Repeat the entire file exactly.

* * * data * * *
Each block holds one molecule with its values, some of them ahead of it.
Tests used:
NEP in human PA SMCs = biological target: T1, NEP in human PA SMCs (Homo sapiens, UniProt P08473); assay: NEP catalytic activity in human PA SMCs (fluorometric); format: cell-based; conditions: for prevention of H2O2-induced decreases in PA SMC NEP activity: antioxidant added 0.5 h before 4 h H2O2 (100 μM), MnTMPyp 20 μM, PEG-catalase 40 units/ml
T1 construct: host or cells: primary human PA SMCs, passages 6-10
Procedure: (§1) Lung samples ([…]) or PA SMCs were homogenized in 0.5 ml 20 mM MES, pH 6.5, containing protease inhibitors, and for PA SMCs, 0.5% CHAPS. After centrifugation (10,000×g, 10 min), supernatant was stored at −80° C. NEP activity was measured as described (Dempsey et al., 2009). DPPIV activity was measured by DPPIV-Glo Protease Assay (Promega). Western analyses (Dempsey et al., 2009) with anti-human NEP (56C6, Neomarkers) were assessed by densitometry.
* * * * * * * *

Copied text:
Each block holds one molecule with its values, some of them ahead of it.
Tests used:
NEP in human PA SMCs = biological target: T1, NEP in human PA SMCs (Homo sapiens, UniProt P08473); assay: NEP catalytic activity in human PA SMCs (fluorometric); format: cell-based; conditions: for prevention of H2O2-induced decreases in PA SMC NEP activity: antioxidant added 0.5 h before 4 h H2O2 (100 μM), MnTMPyp 20 μM, PEG-catalase 40 units/ml
T1 construct: host or cells: primary human PA SMCs, passages 6-10
Procedure: (§1) Lung samples ([…]) or PA SMCs were homogenized in 0.5 ml 20 mM MES, pH 6.5, containing protease inhibitors, and for PA SMCs, 0.5% CHAPS. After centrifugation (10,000×g, 10 min), supernatant was stored at −80° C. NEP activity was measured as described (Dempsey et al., 2009). DPPIV activity was measured by DPPIV-Glo Protease Assay (Promega). Western analyses (Dempsey et al., 2009) with anti-human NEP (56C6, Neomarkers) were assessed by densitometry.